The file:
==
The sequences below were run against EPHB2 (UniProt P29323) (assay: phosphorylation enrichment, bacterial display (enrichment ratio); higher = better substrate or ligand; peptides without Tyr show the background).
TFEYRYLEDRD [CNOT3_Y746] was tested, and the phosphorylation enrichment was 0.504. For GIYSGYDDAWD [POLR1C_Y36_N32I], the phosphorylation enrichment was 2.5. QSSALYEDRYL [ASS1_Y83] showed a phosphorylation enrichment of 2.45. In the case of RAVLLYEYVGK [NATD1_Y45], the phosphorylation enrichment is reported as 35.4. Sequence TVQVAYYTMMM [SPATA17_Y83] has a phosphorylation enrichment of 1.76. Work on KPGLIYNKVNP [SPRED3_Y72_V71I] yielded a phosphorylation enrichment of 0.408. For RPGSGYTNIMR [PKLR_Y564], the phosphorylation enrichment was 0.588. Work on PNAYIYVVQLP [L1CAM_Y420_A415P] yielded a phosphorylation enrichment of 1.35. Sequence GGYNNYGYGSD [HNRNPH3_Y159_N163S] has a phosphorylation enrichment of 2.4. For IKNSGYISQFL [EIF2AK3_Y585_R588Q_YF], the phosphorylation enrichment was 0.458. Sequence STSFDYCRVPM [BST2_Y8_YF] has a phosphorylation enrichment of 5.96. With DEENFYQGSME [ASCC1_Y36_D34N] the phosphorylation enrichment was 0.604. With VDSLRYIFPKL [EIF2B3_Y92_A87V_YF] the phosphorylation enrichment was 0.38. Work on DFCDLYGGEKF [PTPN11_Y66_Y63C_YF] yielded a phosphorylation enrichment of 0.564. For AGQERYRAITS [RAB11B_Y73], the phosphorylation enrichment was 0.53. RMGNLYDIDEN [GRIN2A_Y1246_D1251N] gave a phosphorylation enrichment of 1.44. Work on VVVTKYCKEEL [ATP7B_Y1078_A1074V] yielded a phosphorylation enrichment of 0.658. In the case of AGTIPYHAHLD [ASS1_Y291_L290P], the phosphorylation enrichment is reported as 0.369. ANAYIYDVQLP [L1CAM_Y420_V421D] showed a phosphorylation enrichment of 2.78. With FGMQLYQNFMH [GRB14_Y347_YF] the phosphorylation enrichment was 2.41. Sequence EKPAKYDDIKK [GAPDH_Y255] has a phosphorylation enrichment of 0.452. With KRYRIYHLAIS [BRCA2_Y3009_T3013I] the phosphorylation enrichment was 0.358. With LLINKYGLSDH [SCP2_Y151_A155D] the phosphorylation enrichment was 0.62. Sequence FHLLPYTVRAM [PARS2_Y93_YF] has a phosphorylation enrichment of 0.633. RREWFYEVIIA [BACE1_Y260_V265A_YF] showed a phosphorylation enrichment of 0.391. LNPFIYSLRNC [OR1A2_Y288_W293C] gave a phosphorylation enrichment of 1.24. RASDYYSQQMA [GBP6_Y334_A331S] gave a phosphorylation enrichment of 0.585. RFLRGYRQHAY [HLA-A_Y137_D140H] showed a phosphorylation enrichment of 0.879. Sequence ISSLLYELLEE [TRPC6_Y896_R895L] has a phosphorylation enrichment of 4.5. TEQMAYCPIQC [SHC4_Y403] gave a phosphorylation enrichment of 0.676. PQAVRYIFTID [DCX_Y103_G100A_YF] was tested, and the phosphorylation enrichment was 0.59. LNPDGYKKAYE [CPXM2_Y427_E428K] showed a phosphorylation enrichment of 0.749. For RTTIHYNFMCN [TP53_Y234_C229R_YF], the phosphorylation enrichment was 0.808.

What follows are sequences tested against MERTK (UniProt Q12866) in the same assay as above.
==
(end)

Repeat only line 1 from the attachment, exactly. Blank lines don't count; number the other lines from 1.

The sequences below were run against EPHB2 (UniProt P29323) (assay: phosphorylation enrichment, bacterial display (enrichment ratio); higher = better substrate or ligand; peptides without Tyr show the background).